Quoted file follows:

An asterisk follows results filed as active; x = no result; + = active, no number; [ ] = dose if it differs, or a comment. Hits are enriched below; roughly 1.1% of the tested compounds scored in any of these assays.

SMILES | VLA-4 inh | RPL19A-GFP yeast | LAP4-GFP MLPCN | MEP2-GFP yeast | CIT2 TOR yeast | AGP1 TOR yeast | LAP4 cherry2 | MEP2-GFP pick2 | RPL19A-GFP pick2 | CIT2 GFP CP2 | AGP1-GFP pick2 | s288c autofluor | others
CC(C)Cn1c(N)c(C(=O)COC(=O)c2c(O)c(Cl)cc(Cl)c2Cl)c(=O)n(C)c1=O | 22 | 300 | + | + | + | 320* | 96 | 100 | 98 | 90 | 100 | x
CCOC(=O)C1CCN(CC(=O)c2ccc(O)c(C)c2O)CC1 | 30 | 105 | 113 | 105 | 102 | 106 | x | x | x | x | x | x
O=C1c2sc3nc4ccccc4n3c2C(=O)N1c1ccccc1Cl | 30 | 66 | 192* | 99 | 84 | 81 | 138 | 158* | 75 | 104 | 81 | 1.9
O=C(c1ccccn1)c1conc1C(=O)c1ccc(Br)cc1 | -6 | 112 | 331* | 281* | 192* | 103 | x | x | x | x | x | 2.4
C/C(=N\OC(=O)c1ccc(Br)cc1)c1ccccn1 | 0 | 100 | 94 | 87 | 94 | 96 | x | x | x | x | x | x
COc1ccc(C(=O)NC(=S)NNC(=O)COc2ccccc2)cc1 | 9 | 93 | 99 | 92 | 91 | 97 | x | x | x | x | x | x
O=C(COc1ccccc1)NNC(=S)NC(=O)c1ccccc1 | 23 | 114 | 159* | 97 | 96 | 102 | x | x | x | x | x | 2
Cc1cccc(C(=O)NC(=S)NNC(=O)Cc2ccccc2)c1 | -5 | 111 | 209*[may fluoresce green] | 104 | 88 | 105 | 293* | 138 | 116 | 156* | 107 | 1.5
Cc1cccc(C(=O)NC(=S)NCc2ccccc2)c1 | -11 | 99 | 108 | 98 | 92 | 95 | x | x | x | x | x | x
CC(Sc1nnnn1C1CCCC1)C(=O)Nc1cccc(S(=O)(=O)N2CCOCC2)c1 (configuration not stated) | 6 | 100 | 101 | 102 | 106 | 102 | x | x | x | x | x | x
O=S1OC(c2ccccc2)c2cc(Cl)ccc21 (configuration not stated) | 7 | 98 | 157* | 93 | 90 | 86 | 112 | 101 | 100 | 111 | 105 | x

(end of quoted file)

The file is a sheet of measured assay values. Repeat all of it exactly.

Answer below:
An asterisk follows results filed as active; x = no result; + = active, no number; [ ] = dose if it differs, or a comment. Hits are enriched below; roughly 1.1% of the tested compounds scored in any of these assays.

SMILES | VLA-4 inh | RPL19A-GFP yeast | LAP4-GFP MLPCN | MEP2-GFP yeast | CIT2 TOR yeast | AGP1 TOR yeast | LAP4 cherry2 | MEP2-GFP pick2 | RPL19A-GFP pick2 | CIT2 GFP CP2 | AGP1-GFP pick2 | s288c autofluor | others
CC(C)Cn1c(N)c(C(=O)COC(=O)c2c(O)c(Cl)cc(Cl)c2Cl)c(=O)n(C)c1=O | 22 | 300 | + | + | + | 320* | 96 | 100 | 98 | 90 | 100 | x
CCOC(=O)C1CCN(CC(=O)c2ccc(O)c(C)c2O)CC1 | 30 | 105 | 113 | 105 | 102 | 106 | x | x | x | x | x | x
O=C1c2sc3nc4ccccc4n3c2C(=O)N1c1ccccc1Cl | 30 | 66 | 192* | 99 | 84 | 81 | 138 | 158* | 75 | 104 | 81 | 1.9
O=C(c1ccccn1)c1conc1C(=O)c1ccc(Br)cc1 | -6 | 112 | 331* | 281* | 192* | 103 | x | x | x | x | x | 2.4
C/C(=N\OC(=O)c1ccc(Br)cc1)c1ccccn1 | 0 | 100 | 94 | 87 | 94 | 96 | x | x | x | x | x | x
COc1ccc(C(=O)NC(=S)NNC(=O)COc2ccccc2)cc1 | 9 | 93 | 99 | 92 | 91 | 97 | x | x | x | x | x | x
O=C(COc1ccccc1)NNC(=S)NC(=O)c1ccccc1 | 23 | 114 | 159* | 97 | 96 | 102 | x | x | x | x | x | 2
Cc1cccc(C(=O)NC(=S)NNC(=O)Cc2ccccc2)c1 | -5 | 111 | 209*[may fluoresce green] | 104 | 88 | 105 | 293* | 138 | 116 | 156* | 107 | 1.5
Cc1cccc(C(=O)NC(=S)NCc2ccccc2)c1 | -11 | 99 | 108 | 98 | 92 | 95 | x | x | x | x | x | x
CC(Sc1nnnn1C1CCCC1)C(=O)Nc1cccc(S(=O)(=O)N2CCOCC2)c1 (configuration not stated) | 6 | 100 | 101 | 102 | 106 | 102 | x | x | x | x | x | x
O=S1OC(c2ccccc2)c2cc(Cl)ccc21 (configuration not stated) | 7 | 98 | 157* | 93 | 90 | 86 | 112 | 101 | 100 | 111 | 105 | x